Early Middle Ages (Mr. Nelson)
Terms in this set (35)
The early Middle Ages in Western Europe (500-1000) when the learning and civilization declined after the fall of the Roman empire.
An exchange of pledges between liege lords and vassals (Feudalism) and nobles and peasants (Manorialism).
During the early Middle Ages, power to rule belonged to many local lords, not to a powerful central government such as during the Roman Empire.
During the early Middle Ages, each manor produced everything needed in order to survive without depending on trade or outside sources.
Age of Faith
What the Middle Ages was called because of the widespread Christian belief.
During the Middle Ages, according to the prevailing Christian view, people are condemned to hell because of sin and are in need of redemption through the sacraments of the church.
A family's payment of one-tenth of its income to a church.
A system of military alliances that developed during the early Middle Ages. Nobles were granted the use of lands that legally belonged to their king, in exchange for their loyalty, military service, and protection of the people who live on the land.
Three Field System
A system of farming used during the Middle Ages to allow land to regain its nutrients. Land was divided into three fields of equal size and each planted with a winter crop, a spring crop, or left fallow (unplanted), then the fields were rotated the next year.
Christian-dominated Western Europe of the Middle Ages.
Sacred rituals during which participants receive God's direct favor, or grace, to ward off the consequences of sin.
Formal honor, or respect, by a vassal given to his liege lord during the Middle Ages according to feudal law.
A formal ceremony, under feudalism, when a vassal pledges to obey, honor and serve his liege lord in exchange for a grant of land.
When a farmer is only able to produce enough to support himself and his family with little left over for trade or purchasing goods.
Land set aside for the lord of a manor, which was worked by serfs/peasants for the benefit of the lord.
Roman Catholic Church
The church which was established in western Europe during the Roman Empire which became the largest landholder and most important institution in the Middle Ages with its leader being the Pope in Rome.
Exclusion from the Roman Catholic Church as a penalty for refusing to obey Church law, this banned an individual or community from participation in the sacraments of the church, which were considered essential for salvation.
An estate granted by a lord to a vassal in exchange for service and loyalty.
A large estate, often including farms and a village, ruled by a lord.
Land which was reserved for a local priest who farmed it himself or hired laborers to do it for him.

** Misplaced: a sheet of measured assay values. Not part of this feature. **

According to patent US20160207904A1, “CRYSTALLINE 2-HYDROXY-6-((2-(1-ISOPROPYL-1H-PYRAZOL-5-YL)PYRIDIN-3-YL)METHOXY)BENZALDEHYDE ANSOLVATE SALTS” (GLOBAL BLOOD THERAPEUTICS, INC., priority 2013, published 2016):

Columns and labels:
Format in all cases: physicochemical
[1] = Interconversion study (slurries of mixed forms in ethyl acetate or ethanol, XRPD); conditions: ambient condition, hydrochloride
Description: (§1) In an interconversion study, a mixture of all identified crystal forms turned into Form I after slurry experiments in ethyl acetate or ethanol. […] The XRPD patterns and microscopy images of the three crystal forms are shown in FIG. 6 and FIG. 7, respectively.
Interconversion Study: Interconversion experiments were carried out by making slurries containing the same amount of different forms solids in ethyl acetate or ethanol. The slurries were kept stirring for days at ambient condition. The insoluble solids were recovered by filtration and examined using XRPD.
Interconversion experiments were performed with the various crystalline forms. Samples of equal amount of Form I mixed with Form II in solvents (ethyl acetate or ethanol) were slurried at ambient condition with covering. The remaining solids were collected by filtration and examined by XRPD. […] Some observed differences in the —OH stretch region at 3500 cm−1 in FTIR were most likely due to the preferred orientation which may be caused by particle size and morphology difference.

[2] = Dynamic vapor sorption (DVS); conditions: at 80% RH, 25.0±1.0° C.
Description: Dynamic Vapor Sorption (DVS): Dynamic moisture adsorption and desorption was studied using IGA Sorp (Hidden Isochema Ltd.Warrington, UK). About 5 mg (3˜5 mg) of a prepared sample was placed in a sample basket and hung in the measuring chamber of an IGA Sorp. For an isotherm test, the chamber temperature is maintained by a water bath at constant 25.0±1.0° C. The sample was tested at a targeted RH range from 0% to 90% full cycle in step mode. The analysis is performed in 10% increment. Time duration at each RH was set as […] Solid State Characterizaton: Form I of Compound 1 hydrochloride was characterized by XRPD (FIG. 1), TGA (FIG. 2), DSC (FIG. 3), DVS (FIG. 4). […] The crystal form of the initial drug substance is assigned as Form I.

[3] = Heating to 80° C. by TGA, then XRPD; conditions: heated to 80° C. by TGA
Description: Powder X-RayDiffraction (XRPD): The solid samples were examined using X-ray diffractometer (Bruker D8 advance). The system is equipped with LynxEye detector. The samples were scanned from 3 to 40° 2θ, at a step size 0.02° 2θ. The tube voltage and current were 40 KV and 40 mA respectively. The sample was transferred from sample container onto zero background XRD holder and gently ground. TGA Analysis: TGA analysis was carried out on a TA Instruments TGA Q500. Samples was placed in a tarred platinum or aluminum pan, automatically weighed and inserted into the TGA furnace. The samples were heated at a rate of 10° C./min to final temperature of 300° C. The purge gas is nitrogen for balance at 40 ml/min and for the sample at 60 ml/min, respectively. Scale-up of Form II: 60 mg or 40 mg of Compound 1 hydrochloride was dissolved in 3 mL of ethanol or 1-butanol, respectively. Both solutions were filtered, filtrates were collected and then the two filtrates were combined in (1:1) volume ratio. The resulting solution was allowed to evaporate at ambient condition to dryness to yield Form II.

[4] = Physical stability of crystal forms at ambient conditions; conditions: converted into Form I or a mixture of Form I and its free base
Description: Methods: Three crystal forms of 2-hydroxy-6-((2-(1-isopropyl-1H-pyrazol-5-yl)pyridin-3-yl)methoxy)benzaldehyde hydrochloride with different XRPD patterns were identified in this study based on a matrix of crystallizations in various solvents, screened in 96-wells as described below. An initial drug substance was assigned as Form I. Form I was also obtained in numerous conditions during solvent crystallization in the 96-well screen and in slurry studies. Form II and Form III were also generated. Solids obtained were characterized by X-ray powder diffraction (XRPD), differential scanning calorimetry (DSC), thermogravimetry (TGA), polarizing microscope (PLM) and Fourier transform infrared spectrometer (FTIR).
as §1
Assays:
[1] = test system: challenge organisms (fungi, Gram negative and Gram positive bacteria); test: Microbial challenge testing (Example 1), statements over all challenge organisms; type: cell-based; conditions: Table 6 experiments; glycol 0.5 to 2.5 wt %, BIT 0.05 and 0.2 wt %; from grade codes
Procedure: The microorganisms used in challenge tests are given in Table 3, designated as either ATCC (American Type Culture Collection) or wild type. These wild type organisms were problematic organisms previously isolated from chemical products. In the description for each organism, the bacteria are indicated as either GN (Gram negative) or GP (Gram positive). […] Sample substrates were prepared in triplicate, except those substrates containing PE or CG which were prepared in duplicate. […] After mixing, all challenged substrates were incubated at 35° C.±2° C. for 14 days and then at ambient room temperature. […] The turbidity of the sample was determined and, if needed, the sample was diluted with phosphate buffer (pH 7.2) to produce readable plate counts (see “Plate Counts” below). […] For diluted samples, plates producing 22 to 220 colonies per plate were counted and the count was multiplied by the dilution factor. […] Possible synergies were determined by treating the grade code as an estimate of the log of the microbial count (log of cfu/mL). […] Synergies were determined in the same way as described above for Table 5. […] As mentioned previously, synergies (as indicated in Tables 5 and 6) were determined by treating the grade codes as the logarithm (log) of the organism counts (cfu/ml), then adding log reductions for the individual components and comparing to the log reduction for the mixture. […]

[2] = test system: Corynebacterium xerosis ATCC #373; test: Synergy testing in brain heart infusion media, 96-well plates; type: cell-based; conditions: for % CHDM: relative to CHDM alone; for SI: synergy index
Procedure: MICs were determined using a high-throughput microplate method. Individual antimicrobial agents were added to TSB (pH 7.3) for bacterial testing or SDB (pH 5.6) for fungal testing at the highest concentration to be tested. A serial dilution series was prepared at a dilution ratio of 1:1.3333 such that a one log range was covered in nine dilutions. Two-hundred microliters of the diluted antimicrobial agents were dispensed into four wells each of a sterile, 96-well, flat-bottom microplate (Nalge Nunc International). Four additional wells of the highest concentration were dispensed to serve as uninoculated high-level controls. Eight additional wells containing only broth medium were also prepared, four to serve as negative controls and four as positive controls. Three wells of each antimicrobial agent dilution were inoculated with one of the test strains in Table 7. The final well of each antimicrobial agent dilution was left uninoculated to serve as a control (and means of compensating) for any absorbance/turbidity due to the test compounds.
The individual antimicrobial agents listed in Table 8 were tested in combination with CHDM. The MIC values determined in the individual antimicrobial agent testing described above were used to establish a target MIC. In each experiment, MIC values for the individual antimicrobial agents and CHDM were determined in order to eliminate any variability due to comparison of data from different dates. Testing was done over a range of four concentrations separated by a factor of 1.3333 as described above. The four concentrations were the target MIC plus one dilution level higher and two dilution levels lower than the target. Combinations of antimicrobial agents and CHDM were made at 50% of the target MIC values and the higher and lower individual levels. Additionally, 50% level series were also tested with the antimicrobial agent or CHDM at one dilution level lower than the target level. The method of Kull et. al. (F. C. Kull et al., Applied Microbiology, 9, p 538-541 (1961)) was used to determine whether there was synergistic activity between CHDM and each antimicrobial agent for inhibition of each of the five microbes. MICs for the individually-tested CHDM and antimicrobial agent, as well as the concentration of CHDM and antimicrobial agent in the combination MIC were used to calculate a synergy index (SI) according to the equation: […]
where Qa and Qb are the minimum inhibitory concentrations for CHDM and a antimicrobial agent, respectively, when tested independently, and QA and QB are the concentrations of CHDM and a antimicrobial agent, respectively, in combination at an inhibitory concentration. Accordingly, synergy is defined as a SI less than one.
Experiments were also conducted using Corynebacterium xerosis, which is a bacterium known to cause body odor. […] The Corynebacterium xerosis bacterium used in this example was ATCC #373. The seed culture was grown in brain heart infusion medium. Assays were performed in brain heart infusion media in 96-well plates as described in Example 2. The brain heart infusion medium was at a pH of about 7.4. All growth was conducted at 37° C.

A term designating the office of the pope of the Roman Catholic Church.
During the Middle Ages, the church created their own laws and courts based on holy scripture in order to provide guidance and order in the absence of Roman rule.
A class of people with a special rank and authority by virtue of birth or title, such as: dukes, counts, earls, and barons.
King of Franks; ruled for over 40 years; encouraged education; unified all the Christian lands of Europe into a single empire. Called "Emperor of the West," but his kingdom fragmented under his grandsons.
During the Middle Ages, a peasant who was legally bound to live and work his/her lord's manor.
The lord who grants land to a vassal, who - in return - owes him loyalty, military service and homage.
The head of the Catholic church in western Europe, also known as the Bishop of Rome.
An economic system based on the manor and lands including a village and surrounding acreage which were administered by a lord. It developed during the Middle Ages to increase agricultural production. Small landowners surrendered ownership of their property in return for protection from feudal warfare.
Conditions in Western Europe after fall of Roman Empire
Western Europe after the fall of the Roman Empire suffered a severe period of political and economic hardship, the loss of trade and education and a decline of towns and cities. Widespread Feudal warfare and invaders made life very dangerous. Living standards and life spans decreased as famine and disease increased. However, even during this period, there were centers of learning such as monasteries where books were collected, copied and schools were operated.
Importance of the Roman Catholic Church in the early Middle Ages.
The Roman Catholic Church was the most important institution after the fall of the Roman Empire. It was the largest land holder in Western Europe and provided leadership during an uncertain time. It provided civil services such as hospitals, orphanages and courts based on Canon Law.
Money a vassal could pay instead of serving in the military, "Shield Money"
A body of officials who perform religious services, such as priests, ministers or rabbis.
system in which one set of goods or services is exchanged for another
In the middle ages, a noble who was given a fief by his liege lord in exchange for loyalty and military service.
Seafaring Scandinavian people who raided the coasts of Europe, during the eighth through the tenth century, producing fear and insecurity.
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